Will Heard features again on “Go Far”. His voice is rich in feeling and really delivers on this track with Anne Marie doing even better on the next song “Foreign World” which is a song I really think is fantastic. It’s a really over the top song about two people in love. It’s overly dramatic and obsessive but is superb.
“You plus me were written in the stars
Picture perfect cause you move the way that I like
Take my closer to your other side
Be your oxygen, I’ll be your one and only”
Having featured on Rudimental’s biggest hit thus far “Waiting All Night” from the debut album Ella Eyre returns to lend her vocals to the track “Too Cool”. This was one on the tracklist you may well have listened to early on to see if there could be a recapturing of “Waiting All Night”. It’s structure is nearly identical to that that but it does’t have the same impact. Ella Eyre is a vocalist who I still haven’t totally warmed to since her big hit with Rudimental and her performance on “Too Cool” goes from a lethargic mumbling to shouting.
Track 10 is “Bloodstream” with Ed Sheeran. I say “with” instead of “featuring” as for me this is an Ed Sheeran song. The track was on his second album without the Rudimental sound in the latter part of the song. This version I really have down as a remix and not a track which should have been included on an album which is probably a couple of tracks too long anyway.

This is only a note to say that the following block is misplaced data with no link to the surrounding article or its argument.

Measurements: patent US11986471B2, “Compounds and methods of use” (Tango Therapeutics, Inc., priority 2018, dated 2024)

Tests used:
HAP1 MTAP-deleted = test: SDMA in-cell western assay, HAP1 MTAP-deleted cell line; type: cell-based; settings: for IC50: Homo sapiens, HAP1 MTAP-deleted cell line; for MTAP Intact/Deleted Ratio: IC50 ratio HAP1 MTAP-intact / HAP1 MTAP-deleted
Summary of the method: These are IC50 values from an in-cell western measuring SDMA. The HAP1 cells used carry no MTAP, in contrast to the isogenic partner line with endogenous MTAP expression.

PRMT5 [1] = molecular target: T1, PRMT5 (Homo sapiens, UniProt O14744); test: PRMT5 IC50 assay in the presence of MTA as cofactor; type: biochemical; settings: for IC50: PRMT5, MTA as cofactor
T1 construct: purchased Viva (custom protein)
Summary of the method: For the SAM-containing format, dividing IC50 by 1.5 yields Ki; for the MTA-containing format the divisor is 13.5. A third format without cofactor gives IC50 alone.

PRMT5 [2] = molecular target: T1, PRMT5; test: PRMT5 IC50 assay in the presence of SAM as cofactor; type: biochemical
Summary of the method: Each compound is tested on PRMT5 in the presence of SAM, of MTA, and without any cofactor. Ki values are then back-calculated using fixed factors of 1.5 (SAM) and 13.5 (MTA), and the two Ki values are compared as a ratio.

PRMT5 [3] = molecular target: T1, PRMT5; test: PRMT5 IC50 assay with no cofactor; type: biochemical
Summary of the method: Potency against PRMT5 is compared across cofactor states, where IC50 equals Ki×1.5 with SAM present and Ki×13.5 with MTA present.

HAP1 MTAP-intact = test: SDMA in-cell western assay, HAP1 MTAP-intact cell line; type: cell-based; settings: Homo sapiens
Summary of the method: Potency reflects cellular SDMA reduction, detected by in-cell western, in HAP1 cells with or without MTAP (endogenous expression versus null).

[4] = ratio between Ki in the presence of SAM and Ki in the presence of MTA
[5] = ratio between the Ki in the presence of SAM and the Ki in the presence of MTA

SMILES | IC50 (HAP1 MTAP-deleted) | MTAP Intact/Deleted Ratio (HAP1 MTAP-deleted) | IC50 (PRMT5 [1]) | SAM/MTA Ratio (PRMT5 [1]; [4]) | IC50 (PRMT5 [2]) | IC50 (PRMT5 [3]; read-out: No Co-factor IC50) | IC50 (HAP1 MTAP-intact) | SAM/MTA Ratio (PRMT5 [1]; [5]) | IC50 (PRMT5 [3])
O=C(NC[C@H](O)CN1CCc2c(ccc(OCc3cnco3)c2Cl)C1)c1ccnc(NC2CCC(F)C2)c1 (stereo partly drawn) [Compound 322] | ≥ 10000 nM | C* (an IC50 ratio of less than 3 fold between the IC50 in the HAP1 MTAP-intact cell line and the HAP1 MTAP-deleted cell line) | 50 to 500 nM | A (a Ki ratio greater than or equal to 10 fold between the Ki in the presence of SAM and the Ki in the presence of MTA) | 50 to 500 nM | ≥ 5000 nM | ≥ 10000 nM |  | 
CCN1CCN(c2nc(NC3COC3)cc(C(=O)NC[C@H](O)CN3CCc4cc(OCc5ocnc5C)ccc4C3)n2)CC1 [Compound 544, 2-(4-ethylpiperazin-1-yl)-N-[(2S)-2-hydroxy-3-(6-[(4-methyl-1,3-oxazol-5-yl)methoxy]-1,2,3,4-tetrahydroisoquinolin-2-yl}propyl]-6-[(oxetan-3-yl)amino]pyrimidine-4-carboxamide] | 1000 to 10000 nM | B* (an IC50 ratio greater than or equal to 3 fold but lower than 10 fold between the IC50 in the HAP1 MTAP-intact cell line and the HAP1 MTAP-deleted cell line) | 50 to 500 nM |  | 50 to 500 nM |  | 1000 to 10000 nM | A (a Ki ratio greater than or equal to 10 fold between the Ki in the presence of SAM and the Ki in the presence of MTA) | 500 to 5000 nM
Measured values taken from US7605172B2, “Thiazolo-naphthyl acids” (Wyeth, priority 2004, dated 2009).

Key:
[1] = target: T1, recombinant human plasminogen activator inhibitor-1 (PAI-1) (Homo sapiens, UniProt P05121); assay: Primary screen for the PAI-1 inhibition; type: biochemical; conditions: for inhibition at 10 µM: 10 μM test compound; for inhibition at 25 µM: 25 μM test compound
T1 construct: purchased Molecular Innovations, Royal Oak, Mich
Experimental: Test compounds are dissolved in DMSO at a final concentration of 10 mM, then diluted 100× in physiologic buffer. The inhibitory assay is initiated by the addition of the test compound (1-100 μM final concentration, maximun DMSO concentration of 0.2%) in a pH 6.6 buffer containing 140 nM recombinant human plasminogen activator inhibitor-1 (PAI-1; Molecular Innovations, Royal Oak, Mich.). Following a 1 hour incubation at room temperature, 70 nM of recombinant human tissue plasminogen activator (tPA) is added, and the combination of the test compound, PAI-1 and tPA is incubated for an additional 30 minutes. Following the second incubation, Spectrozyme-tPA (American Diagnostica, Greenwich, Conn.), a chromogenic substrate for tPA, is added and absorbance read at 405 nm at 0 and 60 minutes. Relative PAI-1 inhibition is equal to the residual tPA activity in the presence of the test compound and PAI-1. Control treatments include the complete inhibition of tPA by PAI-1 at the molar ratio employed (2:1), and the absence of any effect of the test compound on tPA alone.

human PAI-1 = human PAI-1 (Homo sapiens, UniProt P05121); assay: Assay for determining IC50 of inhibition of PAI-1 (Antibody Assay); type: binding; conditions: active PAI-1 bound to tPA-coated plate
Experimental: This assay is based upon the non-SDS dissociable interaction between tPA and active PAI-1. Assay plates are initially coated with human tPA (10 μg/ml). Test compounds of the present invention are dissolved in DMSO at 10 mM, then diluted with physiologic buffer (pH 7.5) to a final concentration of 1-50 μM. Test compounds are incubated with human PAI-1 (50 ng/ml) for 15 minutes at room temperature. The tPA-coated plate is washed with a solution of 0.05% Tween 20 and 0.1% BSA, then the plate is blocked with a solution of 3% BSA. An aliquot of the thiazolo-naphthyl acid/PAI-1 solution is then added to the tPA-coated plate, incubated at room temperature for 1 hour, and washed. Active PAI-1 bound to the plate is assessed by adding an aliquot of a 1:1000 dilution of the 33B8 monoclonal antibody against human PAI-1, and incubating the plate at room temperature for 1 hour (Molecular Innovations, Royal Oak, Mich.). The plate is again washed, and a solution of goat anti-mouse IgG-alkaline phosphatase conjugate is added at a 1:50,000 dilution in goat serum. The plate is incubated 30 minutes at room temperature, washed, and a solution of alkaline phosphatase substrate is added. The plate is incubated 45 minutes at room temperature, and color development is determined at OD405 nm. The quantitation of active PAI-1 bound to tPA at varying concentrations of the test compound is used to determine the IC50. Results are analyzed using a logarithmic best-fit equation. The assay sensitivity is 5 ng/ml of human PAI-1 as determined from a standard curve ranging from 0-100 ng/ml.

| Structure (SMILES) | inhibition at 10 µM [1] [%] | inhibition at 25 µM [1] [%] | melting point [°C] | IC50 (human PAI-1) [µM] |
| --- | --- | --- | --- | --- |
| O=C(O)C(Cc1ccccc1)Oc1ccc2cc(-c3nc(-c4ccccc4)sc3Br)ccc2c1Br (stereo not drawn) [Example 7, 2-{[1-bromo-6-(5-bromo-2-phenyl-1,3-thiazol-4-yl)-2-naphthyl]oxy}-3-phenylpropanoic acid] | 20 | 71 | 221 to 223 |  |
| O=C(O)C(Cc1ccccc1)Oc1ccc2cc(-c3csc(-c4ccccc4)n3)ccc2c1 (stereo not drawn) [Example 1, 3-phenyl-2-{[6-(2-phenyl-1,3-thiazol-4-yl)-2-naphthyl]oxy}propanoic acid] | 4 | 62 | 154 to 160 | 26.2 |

But regardless of that it’s a great song. Sheeran essentially is singing about a booze and drug fueled night out. The Rudimental inclusion of their trademark Drum & Bass beats do add a lot to the track and this will always be the definitive version of this song.
“Treading On Water” is one of the most least interesting songs on the album. Featuring the vocals from Sinead Hartnett the track musically is probably the most redundant song on the album as it seems like it is building but never goes anywhere. Will Heard also features on the track and does show some great range again.
British soul/blues singer Lianne La Harves is the guest on “Needn’t Speak”. This is the most non-Rudimental song you will hear but I think it’s fantastic anyway. La Harves sounds so beautiful and has one of the purest voices in the music industry currently.
“Lay It All On Me” features Ed Sheeran again. This song is receiving a massive amount of airplay at the moment and it is easy to see why as it’s the best song on the album. Sheeran sounds brilliant on this one which focuses on his voice and not his lyrical delivery or guitar playing.
The song to end the album is “New Day” featuring soul music stalwart Bobby Womack. The song is extremely poignant given that Womack passed away shortly after recording this song. The lyrics are almost a goodbye:
“Well I hear it in the distance
Like an angel calling me
I must be getting closer to finding my destiny”
Wonderful delivery from Womack and a great way to finish the album.
Rudimental have a formula which they do not stray from often but then why should they when it works so well? I would like to seem them try to incorporate different styles of vocalists in their music to try and give it a little bit of variation but overall this second album from the Hackney boys has been extremely enjoyable.